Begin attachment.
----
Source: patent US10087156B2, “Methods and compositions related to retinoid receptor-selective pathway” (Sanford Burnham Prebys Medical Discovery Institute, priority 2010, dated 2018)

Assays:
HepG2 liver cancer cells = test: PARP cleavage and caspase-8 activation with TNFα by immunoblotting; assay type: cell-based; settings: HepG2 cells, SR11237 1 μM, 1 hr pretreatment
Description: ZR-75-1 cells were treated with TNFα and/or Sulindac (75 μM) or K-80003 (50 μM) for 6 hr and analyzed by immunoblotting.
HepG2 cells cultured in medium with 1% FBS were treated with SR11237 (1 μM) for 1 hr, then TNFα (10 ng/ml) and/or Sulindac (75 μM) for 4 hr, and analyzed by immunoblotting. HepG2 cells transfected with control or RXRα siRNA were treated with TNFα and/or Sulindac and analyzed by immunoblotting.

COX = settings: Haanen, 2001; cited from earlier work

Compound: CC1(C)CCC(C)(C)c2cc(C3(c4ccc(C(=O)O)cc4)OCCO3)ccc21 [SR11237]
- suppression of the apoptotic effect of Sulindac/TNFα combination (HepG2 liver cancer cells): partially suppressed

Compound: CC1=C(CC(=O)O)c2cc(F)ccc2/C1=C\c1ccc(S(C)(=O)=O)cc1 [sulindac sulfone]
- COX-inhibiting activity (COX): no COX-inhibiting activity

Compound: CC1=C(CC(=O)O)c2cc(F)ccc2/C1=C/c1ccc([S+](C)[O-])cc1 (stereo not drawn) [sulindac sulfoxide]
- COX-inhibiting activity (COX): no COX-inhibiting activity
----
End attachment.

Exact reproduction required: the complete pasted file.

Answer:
Source: patent US10087156B2, “Methods and compositions related to retinoid receptor-selective pathway” (Sanford Burnham Prebys Medical Discovery Institute, priority 2010, dated 2018)

Assays:
HepG2 liver cancer cells = test: PARP cleavage and caspase-8 activation with TNFα by immunoblotting; assay type: cell-based; settings: HepG2 cells, SR11237 1 μM, 1 hr pretreatment
Description: ZR-75-1 cells were treated with TNFα and/or Sulindac (75 μM) or K-80003 (50 μM) for 6 hr and analyzed by immunoblotting.
HepG2 cells cultured in medium with 1% FBS were treated with SR11237 (1 μM) for 1 hr, then TNFα (10 ng/ml) and/or Sulindac (75 μM) for 4 hr, and analyzed by immunoblotting. HepG2 cells transfected with control or RXRα siRNA were treated with TNFα and/or Sulindac and analyzed by immunoblotting.

COX = settings: Haanen, 2001; cited from earlier work

Compound: CC1(C)CCC(C)(C)c2cc(C3(c4ccc(C(=O)O)cc4)OCCO3)ccc21 [SR11237]
- suppression of the apoptotic effect of Sulindac/TNFα combination (HepG2 liver cancer cells): partially suppressed

Compound: CC1=C(CC(=O)O)c2cc(F)ccc2/C1=C\c1ccc(S(C)(=O)=O)cc1 [sulindac sulfone]
- COX-inhibiting activity (COX): no COX-inhibiting activity

Compound: CC1=C(CC(=O)O)c2cc(F)ccc2/C1=C/c1ccc([S+](C)[O-])cc1 (stereo not drawn) [sulindac sulfoxide]
- COX-inhibiting activity (COX): no COX-inhibiting activity